John Adams Lecture

Accelerator Breakthroughs, Achievements and Lessons from the Tevatron Collider

by Dr Vladimir SHILTSEV (FNAL)

503/1-001 - Council Chamber (CERN)

503/1-001 - Council Chamber


Show room on map
This year we celebrate the 25th anniversary of the first proton-antiproton collisions in the Tevatron. For two and a half decades the Tevatron at Fermilab (Batavia, IL, USA) was a centerpiece of the US and world's High Energy Physics as the world's highest energy particle collider at 1.8 TeV center of mass energy. While funding agencies are deciding on a 3-year extension of the Collider Run II operation through 2014, we – in this 2010 John Adams Lecture - will take a look in exciting story of the Tevatron: the story of long preparations, great expectations, numerous difficulties, years of "blood and sweat", continuous upgrades, exceeding original goals (by a factor of 400) and high emotions. An accelerator scientist prospective will be given on a wide spectrum of topics: from "plumbing" issues to breakthroughs in beam physics, from luminosity achievements to social dynamics in scientific organizations and lessons for the LHC.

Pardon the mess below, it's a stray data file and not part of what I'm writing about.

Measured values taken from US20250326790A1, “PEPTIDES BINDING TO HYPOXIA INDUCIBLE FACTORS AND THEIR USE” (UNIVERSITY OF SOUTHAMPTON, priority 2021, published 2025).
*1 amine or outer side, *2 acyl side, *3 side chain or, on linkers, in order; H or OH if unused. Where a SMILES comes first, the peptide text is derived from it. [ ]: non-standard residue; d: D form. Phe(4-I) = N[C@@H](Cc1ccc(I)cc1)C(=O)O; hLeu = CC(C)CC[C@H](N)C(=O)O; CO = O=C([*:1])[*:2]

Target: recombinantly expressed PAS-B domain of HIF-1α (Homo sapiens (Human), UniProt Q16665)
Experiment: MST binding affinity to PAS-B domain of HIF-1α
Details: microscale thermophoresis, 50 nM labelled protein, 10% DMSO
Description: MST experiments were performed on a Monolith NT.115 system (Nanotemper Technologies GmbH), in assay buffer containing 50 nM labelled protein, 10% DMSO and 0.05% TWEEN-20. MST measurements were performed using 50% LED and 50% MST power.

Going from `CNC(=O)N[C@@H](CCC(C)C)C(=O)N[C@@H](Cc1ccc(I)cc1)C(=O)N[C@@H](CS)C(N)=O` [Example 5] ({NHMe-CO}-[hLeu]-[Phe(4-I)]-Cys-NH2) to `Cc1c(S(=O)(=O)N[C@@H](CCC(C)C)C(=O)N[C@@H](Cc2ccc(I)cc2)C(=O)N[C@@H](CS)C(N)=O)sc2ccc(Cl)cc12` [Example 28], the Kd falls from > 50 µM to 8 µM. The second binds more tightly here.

Organized by

CERN Accelerator School